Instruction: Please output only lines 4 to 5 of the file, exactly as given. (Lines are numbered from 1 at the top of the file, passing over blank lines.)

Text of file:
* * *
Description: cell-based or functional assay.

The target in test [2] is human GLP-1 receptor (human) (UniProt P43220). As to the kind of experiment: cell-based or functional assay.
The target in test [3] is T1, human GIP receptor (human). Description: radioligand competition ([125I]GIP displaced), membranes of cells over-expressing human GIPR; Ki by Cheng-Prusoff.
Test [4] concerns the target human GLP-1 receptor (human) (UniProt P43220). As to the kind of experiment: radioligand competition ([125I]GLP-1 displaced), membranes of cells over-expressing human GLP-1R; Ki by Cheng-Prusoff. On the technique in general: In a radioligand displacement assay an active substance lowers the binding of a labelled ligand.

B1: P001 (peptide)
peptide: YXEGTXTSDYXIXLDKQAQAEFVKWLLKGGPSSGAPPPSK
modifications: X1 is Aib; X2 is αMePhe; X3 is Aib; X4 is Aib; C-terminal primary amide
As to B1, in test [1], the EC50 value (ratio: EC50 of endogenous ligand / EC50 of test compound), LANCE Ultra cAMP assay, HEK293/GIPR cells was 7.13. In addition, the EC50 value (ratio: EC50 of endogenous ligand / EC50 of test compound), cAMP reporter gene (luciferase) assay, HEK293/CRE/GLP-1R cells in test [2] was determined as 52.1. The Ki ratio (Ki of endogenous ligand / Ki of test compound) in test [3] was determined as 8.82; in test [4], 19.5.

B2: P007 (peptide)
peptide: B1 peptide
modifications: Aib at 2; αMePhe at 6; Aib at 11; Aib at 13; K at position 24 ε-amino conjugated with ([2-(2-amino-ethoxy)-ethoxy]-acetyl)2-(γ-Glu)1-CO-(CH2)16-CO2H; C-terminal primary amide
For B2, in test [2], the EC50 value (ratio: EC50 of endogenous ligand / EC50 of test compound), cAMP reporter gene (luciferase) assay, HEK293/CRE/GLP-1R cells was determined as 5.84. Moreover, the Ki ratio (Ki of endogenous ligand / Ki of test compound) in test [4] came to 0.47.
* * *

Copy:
Test [4] concerns the target human GLP-1 receptor (human) (UniProt P43220). As to the kind of experiment: radioligand competition ([125I]GLP-1 displaced), membranes of cells over-expressing human GLP-1R; Ki by Cheng-Prusoff. On the technique in general: In a radioligand displacement assay an active substance lowers the binding of a labelled ligand.

B1: P001 (peptide)